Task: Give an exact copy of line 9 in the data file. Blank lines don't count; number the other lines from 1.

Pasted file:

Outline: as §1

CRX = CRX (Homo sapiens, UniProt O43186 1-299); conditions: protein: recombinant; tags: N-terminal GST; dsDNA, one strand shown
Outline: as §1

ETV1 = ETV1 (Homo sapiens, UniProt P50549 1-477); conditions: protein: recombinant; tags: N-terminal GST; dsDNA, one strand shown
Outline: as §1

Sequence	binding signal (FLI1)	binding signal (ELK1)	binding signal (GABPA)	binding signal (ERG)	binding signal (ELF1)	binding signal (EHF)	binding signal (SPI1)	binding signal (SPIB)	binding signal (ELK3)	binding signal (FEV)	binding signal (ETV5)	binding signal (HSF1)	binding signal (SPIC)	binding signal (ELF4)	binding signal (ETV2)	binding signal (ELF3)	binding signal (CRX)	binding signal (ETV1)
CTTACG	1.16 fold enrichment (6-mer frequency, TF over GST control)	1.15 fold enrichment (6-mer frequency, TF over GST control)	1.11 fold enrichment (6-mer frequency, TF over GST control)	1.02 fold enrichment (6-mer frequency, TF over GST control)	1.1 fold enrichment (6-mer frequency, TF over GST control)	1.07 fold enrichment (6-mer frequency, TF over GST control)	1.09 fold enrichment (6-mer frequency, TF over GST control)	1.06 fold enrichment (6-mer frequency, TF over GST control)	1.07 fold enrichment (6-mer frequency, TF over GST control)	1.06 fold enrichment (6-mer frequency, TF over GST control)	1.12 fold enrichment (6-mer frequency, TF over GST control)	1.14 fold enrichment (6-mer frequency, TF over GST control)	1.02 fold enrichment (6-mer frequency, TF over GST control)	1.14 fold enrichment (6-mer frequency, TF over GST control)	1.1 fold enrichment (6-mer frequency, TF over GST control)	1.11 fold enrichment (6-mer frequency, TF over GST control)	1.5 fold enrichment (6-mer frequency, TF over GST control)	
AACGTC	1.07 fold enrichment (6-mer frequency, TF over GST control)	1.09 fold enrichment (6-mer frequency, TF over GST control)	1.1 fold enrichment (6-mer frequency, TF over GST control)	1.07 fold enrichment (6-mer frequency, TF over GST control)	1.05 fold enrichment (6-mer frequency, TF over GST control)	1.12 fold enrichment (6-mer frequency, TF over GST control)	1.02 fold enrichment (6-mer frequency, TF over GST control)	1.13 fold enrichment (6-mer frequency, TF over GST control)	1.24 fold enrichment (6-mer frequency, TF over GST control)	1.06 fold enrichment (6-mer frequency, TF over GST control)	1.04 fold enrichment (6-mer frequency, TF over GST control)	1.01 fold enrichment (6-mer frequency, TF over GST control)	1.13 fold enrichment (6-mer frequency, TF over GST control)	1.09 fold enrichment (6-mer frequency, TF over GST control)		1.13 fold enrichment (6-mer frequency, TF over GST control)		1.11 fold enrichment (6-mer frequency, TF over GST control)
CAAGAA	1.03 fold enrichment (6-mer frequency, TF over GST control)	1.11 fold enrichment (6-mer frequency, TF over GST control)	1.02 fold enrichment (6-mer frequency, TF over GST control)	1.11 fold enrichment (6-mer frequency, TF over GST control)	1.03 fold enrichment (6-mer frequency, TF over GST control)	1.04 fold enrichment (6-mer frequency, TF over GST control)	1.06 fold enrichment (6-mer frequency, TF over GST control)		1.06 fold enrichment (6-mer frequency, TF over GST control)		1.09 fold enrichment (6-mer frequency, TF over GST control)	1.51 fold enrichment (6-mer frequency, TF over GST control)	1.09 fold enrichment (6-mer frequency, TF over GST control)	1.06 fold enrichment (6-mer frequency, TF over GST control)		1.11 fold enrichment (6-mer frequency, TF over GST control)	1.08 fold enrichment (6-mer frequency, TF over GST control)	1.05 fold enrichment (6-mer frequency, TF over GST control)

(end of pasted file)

CAAGAA	1.03 fold enrichment (6-mer frequency, TF over GST control)	1.11 fold enrichment (6-mer frequency, TF over GST control)	1.02 fold enrichment (6-mer frequency, TF over GST control)	1.11 fold enrichment (6-mer frequency, TF over GST control)	1.03 fold enrichment (6-mer frequency, TF over GST control)	1.04 fold enrichment (6-mer frequency, TF over GST control)	1.06 fold enrichment (6-mer frequency, TF over GST control)		1.06 fold enrichment (6-mer frequency, TF over GST control)		1.09 fold enrichment (6-mer frequency, TF over GST control)	1.51 fold enrichment (6-mer frequency, TF over GST control)	1.09 fold enrichment (6-mer frequency, TF over GST control)	1.06 fold enrichment (6-mer frequency, TF over GST control)		1.11 fold enrichment (6-mer frequency, TF over GST control)	1.08 fold enrichment (6-mer frequency, TF over GST control)	1.05 fold enrichment (6-mer frequency, TF over GST control)